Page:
We find ourselves once again in early 19th century Austria – this is one of the comparatively rare Hammer films which is quite specific about its setting – where, to no-one’s particular surprise, the undead are stirring. A cheery, buxom village maid is kidnapped by the evil Count Karnstein (Mike Raven) and used in a dark, gory ritual to resurrect the comely female vampire Carmilla (Yutte Stensgaard, on this occasion), although she spends most of the movie calling herself Mircalla. It’s obviously not made entirely clear, but it seems that Count Karnstein is supposed to be the Man in Black from the previous movie, up to his old tricks again (most of the impact of the character comes from the fact that Raven is being dubbed by Valentine Dyall, which is slightly ironic given Dyall himself famously played the Man in Black on the radio). The resurrection scene is interesting in the way it recalls similar moments from both Dracula, Prince of Darkness and Taste the Blood of Dracula, but the striking thing is how much more explicit the satanic overtones become over the years – another example of standards changing (this trend really culminates with Dracula AD 1972, where Christopher Lee is restored at the climax of a full-fledged Black Mass).

Well, anyway. Next we meet novelistic aristo Richard LeStrange (Michael Johnson), a bit of a charming rogue who’s in the area to research his new novel. The local landlord obligingly delivers a mighty slab of exposition concerning the Karnstein family and their vampiric activities, but this doesn’t stop LeStrange from heading up to Castle Karnstein to have a poke about. What follows is a genuinely atmospheric and slightly eerie sequence as he finds himself stalked by a trio of silent, robed young women, which actually recalls an episode from early in the novel of Dracula itself. This may be the single most effective bit of the movie.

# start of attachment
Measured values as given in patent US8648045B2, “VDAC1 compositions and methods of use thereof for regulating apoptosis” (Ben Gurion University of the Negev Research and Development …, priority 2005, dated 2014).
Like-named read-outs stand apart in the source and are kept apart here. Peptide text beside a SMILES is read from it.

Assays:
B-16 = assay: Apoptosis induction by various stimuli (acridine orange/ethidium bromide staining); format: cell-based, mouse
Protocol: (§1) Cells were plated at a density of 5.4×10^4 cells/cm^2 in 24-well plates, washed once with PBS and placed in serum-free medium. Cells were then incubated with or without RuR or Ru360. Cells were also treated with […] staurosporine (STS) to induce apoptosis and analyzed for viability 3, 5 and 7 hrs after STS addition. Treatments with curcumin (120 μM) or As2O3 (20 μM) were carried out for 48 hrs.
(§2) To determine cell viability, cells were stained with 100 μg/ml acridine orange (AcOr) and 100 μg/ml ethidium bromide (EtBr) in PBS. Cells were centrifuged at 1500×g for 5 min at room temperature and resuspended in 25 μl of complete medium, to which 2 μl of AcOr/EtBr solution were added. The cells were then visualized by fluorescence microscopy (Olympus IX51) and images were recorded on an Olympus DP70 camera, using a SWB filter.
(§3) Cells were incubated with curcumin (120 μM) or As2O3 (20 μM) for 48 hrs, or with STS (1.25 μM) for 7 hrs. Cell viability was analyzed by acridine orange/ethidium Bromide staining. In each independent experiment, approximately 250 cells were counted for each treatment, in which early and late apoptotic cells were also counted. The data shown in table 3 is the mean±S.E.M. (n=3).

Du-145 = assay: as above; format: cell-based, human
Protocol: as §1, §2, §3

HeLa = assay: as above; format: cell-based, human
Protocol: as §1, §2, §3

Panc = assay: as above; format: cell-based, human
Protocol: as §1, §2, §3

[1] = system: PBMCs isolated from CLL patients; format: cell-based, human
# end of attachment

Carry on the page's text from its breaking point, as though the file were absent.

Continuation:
The punchline, of course, is that the girls are actually pupils from the local finishing school, visiting the castle of the vampires on a school trip with their tutor (Ralph Bates). LeStrange swings by the school with them, finds himself engaged by the cornucopia of feminine pulchritude on display, and then absolutely smitten by the arrival of Mircalla as a new pupil. LeStrange promptly wangles himself a job as the school’s new English teacher in order to give Mircalla some real attention. Of course, when the school standards board get wind of this sort of behaviour, he’s bound to get it in the neck – but perhaps he has more pressing concerns to worry about…

Lust for a Vampire isn’t really very much more distinguished than its title suggests, though of course it does give good T&A (well, T, mainly). That said, there are moments which suggest a genuinely interesting film might have been made from Tudor Gates’ script, and it is worth noting that Hammer originally envisaged a movie where Ingrid Pitt reprised her role as Mircalla, Peter Cushing played the creepy school teacher, and Terence Fisher directed. As it turned out, Pitt declined to return (she made Countess Dracula instead), Cushing dropped out very late on due to his wife’s declining health, and Fisher ended up being replaced by Jimmy Sangster. For what it’s worth, Sangster and Bates do the best they can with some slightly rum material, but Stensgaard is definitely not in Ingrid Pitt’s league as an actress. The sense of a bit of a bodged job is just compounded by the producers’ decision (without the knowledge of even the director) to soundtrack the movie’s key love scene with the rather execrable pop song Strange Love.